Category Archives: Marketing Metrics

Marketing performance measurement and metrics.

Social Couponing Effect on Brands

Social coupon offers are all over the Internet.  It seems like you can’t visit a site these days without seeing ads by Groupon, LivingSocial or yet another site offering discounted offers on local services.  Some may remember the early aggregate buying pioneers like Mercata (backed by Paul Allen, formerly of Microsoft), which started in 2000 and collapsed a year later.  Fast forward to 2011.  Thanks to social media sites like Facebook and Twitter, aggregate buying has had a new avatar.

Using social media to spread the word, It’s a lot easier now to build the critical mass needed for the tipping point.  Groupon reported revenues of $645 million for Q1 this year (which could potentially make them a $2 billion plus company this year, although they are losing money heavily).  This rapid growth of social couponing leads to an interesting question.   For brands that use social couponing, what are the short-term and long-term effects?

Short-term benefits for the business:

  • Topline Growth.  There will be a spike in sales.  If the deal is capped at a certain number and all of the coupons are redeemed with no extra purchases occurring, fairly accurate sales projection is possible.
  • Smoothing Demand and Supply.  In the case of businesses with inventory to liquidate or perishable inventory (such as restaurants, where a vacant table is lost revenue), couponing has the potential to ensure optimal capacity usage, although the sales generated via coupons often happens at a price below cost or at the marginal cost (where price of a product equal the additional cost of producing an extra unit).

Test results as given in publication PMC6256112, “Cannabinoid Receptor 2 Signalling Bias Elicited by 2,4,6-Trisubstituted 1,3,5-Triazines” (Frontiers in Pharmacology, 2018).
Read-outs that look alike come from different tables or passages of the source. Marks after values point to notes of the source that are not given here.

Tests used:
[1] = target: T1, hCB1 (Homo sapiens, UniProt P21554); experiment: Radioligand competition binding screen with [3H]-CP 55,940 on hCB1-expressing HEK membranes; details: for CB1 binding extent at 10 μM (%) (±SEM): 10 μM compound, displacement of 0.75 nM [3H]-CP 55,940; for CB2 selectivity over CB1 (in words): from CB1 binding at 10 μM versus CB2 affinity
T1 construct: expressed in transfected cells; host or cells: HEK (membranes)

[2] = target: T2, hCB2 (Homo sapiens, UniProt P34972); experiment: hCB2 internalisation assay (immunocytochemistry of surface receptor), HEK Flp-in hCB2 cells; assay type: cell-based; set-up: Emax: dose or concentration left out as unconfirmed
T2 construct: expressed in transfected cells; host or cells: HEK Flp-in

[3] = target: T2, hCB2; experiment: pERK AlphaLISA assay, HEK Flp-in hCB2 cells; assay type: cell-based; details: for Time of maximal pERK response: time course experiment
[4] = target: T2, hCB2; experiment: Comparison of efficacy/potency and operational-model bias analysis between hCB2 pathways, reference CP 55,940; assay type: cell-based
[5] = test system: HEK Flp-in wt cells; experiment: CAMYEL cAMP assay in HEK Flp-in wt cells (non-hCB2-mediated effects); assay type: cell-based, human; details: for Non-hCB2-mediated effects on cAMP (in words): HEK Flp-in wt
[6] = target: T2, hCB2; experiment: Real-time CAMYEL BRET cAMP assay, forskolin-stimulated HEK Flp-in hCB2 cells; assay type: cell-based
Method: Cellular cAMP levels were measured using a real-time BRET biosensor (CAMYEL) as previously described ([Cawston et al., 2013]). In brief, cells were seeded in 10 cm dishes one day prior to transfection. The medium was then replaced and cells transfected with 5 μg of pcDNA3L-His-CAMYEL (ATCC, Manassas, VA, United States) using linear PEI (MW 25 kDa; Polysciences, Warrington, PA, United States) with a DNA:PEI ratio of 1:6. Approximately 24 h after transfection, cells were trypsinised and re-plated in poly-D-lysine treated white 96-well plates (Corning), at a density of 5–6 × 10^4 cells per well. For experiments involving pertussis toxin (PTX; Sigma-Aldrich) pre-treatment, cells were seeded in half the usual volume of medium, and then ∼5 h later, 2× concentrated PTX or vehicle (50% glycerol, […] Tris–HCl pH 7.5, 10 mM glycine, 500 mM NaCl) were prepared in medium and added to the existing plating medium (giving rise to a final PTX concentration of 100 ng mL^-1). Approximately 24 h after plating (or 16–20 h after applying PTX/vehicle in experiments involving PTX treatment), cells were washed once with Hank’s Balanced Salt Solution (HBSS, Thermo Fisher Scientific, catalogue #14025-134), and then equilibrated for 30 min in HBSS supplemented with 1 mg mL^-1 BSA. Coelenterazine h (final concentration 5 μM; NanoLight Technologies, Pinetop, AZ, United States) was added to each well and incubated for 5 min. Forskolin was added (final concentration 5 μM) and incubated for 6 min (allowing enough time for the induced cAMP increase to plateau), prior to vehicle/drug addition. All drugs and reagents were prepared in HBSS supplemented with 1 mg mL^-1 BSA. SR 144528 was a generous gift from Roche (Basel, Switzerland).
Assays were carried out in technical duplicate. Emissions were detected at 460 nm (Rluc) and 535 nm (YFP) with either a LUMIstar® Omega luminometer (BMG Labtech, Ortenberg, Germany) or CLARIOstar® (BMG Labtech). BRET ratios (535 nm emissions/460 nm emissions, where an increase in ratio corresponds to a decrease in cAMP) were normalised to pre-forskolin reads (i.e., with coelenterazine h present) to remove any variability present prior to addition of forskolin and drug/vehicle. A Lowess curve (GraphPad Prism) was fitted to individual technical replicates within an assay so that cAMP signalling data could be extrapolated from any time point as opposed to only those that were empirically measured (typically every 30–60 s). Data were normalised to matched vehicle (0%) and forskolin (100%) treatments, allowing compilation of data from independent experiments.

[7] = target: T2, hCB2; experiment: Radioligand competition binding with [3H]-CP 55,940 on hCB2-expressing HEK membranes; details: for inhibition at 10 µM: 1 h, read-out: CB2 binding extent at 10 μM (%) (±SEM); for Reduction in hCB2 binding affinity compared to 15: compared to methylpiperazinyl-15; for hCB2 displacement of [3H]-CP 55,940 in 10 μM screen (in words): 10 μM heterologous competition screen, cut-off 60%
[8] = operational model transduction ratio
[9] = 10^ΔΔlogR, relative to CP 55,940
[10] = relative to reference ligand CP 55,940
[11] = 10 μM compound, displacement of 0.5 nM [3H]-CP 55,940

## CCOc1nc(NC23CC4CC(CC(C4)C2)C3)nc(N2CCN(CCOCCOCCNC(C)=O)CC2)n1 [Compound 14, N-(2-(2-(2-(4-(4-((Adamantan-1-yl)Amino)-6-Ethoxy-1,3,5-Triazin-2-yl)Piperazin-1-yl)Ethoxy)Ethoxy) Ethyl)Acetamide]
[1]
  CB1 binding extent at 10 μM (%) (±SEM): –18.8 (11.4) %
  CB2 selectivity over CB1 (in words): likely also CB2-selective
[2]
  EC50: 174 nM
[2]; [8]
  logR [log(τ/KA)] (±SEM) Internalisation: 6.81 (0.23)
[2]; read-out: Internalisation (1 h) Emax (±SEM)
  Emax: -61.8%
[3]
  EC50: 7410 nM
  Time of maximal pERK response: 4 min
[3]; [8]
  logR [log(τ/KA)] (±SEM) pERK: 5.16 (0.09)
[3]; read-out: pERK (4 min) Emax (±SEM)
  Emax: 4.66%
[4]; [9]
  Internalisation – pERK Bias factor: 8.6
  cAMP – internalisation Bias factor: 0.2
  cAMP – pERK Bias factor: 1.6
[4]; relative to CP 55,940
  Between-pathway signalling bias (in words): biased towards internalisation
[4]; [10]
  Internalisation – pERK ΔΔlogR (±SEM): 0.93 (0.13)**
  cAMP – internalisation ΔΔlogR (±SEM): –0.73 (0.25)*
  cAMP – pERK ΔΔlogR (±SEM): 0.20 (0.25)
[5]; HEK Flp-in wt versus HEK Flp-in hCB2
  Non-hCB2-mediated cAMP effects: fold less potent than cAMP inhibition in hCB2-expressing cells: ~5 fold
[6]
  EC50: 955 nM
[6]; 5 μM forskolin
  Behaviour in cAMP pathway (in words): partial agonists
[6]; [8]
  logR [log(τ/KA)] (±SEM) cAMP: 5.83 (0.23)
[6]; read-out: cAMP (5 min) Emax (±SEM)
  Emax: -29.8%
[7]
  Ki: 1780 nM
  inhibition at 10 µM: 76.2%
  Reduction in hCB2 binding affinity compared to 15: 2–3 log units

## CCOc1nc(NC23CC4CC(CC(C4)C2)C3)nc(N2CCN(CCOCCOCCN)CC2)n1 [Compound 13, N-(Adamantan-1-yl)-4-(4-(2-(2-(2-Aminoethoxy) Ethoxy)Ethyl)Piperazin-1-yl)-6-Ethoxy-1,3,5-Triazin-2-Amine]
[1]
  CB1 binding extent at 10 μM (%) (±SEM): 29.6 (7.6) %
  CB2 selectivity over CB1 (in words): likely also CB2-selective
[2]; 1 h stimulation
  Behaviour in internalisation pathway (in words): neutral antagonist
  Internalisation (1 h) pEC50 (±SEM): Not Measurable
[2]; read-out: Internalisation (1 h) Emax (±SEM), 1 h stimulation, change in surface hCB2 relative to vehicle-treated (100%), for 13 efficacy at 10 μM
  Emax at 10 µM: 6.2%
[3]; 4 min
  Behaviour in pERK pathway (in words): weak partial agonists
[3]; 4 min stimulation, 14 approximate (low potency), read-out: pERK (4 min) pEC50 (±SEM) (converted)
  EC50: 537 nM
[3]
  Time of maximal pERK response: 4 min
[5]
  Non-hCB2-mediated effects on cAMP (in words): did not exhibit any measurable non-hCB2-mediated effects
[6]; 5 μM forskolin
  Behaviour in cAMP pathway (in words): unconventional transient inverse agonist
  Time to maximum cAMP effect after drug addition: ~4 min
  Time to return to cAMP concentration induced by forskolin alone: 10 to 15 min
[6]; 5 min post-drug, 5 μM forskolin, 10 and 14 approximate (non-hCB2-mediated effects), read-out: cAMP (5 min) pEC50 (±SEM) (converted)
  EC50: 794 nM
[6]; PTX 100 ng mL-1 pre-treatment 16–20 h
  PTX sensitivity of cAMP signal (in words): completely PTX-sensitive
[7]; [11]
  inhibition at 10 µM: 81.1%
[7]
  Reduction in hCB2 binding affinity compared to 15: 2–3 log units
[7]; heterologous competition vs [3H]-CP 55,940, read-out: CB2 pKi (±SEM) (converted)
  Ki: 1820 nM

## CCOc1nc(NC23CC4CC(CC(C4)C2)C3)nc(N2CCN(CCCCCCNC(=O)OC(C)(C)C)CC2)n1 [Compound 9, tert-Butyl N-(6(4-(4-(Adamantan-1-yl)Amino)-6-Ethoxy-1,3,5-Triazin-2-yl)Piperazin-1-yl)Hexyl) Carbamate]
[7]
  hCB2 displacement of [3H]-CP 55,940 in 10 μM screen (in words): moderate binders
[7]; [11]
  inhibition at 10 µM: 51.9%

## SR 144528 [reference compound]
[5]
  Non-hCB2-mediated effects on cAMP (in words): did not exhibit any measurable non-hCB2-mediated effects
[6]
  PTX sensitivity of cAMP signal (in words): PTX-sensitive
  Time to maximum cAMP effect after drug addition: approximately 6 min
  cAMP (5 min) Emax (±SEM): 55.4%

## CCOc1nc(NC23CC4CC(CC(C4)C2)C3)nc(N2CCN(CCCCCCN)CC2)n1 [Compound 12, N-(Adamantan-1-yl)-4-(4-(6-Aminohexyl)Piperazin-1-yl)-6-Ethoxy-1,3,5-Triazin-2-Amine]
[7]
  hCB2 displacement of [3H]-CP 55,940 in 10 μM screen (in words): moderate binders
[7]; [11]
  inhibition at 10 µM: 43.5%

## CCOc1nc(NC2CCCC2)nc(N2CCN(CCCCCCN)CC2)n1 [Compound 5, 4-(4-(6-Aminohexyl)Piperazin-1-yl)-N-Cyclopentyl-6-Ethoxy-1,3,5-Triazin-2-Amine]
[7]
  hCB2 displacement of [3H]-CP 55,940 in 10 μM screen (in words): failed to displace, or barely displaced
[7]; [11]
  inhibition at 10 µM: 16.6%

• Inducing Trial.  For relatively new businesses, social couponing can be used to lower the risk of a product trial.  Groupon is known to prefer established/reputated brands, but there are plenty of others who are only too eager to sign up any business that wants to offer coupons.
  • Weathering the Storm.  When the economy is sluggish, this may seem like a good way to keep the business going.  It may keep employees in services businesses happy (because of tips they get) and create a sense of security (it appears like the company is weathering the storm) even when the company is losing money on every sale.

Such short-term benefits seem enticing, but one has to consider the long-term impact on bottom line and on the brand.

Long-term pains for business:

  • Lower Margins. Consumers get very low prices on a whole range of services and some products.  While most are local businesses, from time-to-time national brands participate.  As consumers get used to the low prices, will they ever be willing to pay full price?  Consumers’ reservation price (or the highest price willing to pay) is likely to diminish over time.  If fact, Groupon’s ad campaign asks, “Why are you still paying full price?” Increased use of social coupons will likely lead to downward pressure on prices.  In a study done at Rice University, 32% of companies using Groupon reported that the deal was unprofitable and 40% companies said they would not use such deals again.  Erosion of margins will make it difficult to innovate and create superior customer experiences.
  • Your Target Market.  You will likely draw clients that were not part of your original target market.  Those who were not willing to pay the price for that spa or restaurant or resort experience, now have access.  Your control over customer selection is greatly diminished.  You would hope that they will turn into profitable, good customers.